Recently, YSZ replaced with much effective Ni-GDC nanocomposite [61] material. Chavan et al. studied the microstructure of NiO-GDC nanocomposite material, showing that decreases the activation energy with increased content of NiO. However, with low content of NiO showing that better associated network of GDC grains [61]. Changing et al. [62] also studied 65–35 wt% of NiO-GDC nanocomposite. Lanthanum strontium cobaltite ferrite (LSCF) electrode supported single cell was connected on both sides of GDC composite prepared by tape-casting method. The prepared NiO-GDC nanocomposite showing that decreased power density with decreasing temperature from 650–500 °C. Gil et al. [63] synthesized NiO-GDC 50:50 wt% nano-composite powder. To increase the TPB, with better grains connection of GDC and Ni and interconnected porous structure prepared by polymer-based complex organic solution. Chen et al. [64] investigated NiO-GDC film deposited on GDC substrate by electrostatic assisted ultrasonic spray pyrolysis technique and analyzed the parameters such as deposition temperature, electric field strength and composition. However, at 450 °C of deposition temperature were analyzed another 50:50 composition and created a number of TPB of applied voltage at 12 kV. Ding et al. prepared a single cell of LSCF nanoparticles printed over GDC-NiO-GDC by hydroxide coprecipitation method [65].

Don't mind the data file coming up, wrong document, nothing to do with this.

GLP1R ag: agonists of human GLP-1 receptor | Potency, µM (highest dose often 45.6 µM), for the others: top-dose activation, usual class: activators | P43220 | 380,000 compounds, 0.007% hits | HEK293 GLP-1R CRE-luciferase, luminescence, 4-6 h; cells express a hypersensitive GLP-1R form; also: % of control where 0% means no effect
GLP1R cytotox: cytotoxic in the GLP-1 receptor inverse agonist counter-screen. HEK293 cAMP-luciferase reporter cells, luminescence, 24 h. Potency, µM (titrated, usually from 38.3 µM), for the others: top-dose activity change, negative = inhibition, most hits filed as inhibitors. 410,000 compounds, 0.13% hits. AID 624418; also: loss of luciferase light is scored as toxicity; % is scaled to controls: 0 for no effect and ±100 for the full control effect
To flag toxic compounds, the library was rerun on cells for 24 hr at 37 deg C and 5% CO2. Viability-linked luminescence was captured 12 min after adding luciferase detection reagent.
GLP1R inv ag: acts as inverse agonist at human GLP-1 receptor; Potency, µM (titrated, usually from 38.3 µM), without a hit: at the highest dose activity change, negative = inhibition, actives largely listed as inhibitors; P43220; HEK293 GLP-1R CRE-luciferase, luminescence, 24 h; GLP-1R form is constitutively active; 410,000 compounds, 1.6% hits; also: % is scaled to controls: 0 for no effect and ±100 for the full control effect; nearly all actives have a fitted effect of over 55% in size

Miscellaneous anode systems